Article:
"When we finished building the track and filling in the lake, we had only about seven to ten acres left for parking, enough to accommodate about 1,400 cars or about 4,000 people," Earles said. "And we had completed only 750 of our proposed 5,000 seats."

Eager to try and recoup his expenses, Earles picked Sept. 7, 1947 for the first Modified Stock Car race -- three months before NASCAR was founded. He posted signs on telephone poles and had local businesses put out signboards on street corners, advertising what Earles claimed would be a 'dust free race," since the track had state-of-the-art oiled straightaways.

A part of history


A 21-person nominating committee made up of representatives of NASCAR, the Hall of Fame and track owners voted to add H. Clay Earles, Bobby Isaac, Cotton Owens, Les Richter and Leonard Wood to the list of candidates. The Class of 2012 -- which will be inducted into the Hall in January -- includes Cale Yarborough, Darrell Waltrip, Richie Evans, Dale Inman and Glen Wood.

Imagine Earles' delight when more than 6,000 fans jammed the ticket booths on race morning -- with another 3,000 or so watching for free. And imagine Earles' horror when the race began.

"We advertised in good faith," Earles said. "Then, by 30 minutes after the race had started, it looked like the atomic bomb had been dropped here. Red dust everywhere, 100 feet high.

"We had people who came here right from church, ladies in their Sunday best. It seemed like a month after that, every time I took a bath, the water turned red. I thought I'd never get the dust off me. I've never been so embarrassed in my life."

But fans returned, and Martinsville was added to the NASCAR Modified schedule the following season -- then hosted one of eight Strictly Stock races in 1949. Martinsville remains the only original track left from that inaugural year.

Earles eventually paved Martinsville in 1955 and continued to make improvements to the facility, eventually adding grandstands that seat 70,000, corporate suites and an infield care center. He prided himself on being a leader in fan-friendly options: better concessions, cleaner restrooms and an experience second to none in the sport at that time.

"We like to think of our track as a family-type facility," he said. "We like to see a man bring his wife and children to our events and be comfortable. Racing appeals to all ages and many of our most avid fans are young folks and ladies."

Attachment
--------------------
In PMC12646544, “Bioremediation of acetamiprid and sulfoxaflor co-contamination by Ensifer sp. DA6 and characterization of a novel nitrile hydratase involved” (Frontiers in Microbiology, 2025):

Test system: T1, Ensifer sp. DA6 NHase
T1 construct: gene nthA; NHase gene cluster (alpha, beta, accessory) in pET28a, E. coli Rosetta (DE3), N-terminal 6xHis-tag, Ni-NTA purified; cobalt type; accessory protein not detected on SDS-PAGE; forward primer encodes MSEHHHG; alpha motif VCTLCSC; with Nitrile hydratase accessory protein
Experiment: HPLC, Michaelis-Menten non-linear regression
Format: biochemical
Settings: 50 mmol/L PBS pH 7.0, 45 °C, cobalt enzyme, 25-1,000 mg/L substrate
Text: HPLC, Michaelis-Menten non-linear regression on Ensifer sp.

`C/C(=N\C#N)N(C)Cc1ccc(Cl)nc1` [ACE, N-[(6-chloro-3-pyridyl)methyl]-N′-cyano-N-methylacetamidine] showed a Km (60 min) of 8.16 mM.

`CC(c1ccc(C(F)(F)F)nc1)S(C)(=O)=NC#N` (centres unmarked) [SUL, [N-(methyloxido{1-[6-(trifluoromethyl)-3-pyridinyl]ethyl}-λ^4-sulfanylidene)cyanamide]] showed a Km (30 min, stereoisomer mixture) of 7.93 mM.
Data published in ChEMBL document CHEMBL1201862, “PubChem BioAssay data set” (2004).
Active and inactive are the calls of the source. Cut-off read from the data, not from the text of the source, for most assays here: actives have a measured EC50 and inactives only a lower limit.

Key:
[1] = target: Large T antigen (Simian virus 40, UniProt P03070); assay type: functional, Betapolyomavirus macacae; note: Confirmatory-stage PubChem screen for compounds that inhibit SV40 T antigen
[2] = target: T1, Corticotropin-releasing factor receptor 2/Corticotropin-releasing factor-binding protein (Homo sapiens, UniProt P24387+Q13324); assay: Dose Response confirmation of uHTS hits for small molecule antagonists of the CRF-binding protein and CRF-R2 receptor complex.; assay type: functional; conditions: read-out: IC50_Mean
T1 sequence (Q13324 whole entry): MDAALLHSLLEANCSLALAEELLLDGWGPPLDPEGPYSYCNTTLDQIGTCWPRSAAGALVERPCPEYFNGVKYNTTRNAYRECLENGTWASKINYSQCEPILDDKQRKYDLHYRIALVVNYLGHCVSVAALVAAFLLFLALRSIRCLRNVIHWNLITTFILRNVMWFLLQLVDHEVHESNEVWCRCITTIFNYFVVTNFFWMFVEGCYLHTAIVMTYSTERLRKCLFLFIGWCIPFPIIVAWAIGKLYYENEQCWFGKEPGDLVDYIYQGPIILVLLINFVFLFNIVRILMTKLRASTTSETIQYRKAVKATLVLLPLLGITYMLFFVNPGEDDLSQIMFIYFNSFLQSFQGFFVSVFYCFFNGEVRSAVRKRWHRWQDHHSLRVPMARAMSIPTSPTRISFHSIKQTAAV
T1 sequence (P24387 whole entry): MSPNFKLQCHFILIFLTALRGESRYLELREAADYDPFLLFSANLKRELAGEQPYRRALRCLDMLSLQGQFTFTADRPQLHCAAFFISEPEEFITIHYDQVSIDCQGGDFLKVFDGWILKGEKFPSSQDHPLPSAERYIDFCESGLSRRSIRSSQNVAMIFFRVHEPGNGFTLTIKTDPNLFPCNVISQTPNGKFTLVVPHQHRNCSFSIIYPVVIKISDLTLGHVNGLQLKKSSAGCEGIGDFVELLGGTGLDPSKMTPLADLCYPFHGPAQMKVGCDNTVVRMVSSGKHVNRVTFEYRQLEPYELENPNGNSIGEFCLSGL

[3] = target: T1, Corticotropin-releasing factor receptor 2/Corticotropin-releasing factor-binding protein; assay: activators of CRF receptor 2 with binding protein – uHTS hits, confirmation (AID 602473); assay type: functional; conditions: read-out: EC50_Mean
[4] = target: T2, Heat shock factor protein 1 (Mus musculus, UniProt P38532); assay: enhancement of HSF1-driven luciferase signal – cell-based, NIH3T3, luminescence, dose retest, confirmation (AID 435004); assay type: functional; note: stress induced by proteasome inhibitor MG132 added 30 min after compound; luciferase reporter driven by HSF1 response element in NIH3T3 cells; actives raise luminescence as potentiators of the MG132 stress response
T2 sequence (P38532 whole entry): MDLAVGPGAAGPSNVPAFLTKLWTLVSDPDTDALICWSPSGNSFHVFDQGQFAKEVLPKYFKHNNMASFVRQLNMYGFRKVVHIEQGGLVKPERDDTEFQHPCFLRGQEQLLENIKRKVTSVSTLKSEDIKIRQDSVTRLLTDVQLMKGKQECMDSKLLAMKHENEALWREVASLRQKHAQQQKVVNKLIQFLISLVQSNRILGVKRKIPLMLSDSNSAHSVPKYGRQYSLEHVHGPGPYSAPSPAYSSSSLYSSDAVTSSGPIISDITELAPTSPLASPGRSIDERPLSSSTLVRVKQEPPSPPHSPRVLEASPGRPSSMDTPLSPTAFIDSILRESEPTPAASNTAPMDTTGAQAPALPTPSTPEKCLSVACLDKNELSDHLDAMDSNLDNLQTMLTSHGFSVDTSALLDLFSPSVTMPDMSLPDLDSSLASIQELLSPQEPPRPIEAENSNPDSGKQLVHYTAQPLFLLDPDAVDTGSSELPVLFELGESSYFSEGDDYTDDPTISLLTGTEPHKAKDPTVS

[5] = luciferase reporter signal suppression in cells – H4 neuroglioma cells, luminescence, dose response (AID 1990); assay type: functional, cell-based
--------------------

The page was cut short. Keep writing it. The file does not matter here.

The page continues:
Richard Petty won 15 times at Martinsville, and he said Earles' track was special in many ways. For example, Earles wanted a trophy uniquely suited to his track, so beginning in 1964, he had a local company manufacture grandfather clocks to be given to the race winners.

"He saw quite early, before any of the rest of them promoters, that he had to make it comfortable for the fans," Petty said. "He started doing better seats and he did that asphalt deal and had good concession stands and he planted flowers. He tried to make a stadium out of a racetrack."

Much of that came from being a hands-on owner. How much so? Earles lived in a mobile home behind the Turn 1 grandstand until his death in 1999. Ownership of the track passed to his two daughters and eventually was purchased by International Speedway Corporation in 2004.

And it's Campbell who now keeps the family connection alive. After graduating from high school in 1978, he began working at the track full-time under the guidance of Earles.

"My grandfather played many roles in my life, all of which helped me mature," Campbell said. "He was foremost family, but also my boss for 21 years. I was fortunate to have him to look up to for all those years."

And Campbell is living proof that when it comes to Martinsville Speedway -- past, present and future -- the work is never finished.

First in a weekly series on the most recent nominees to the NASCAR Hall of Fame.

* More: Martinsville Track Page | 2012 Tickets | Travel | Cup Schedule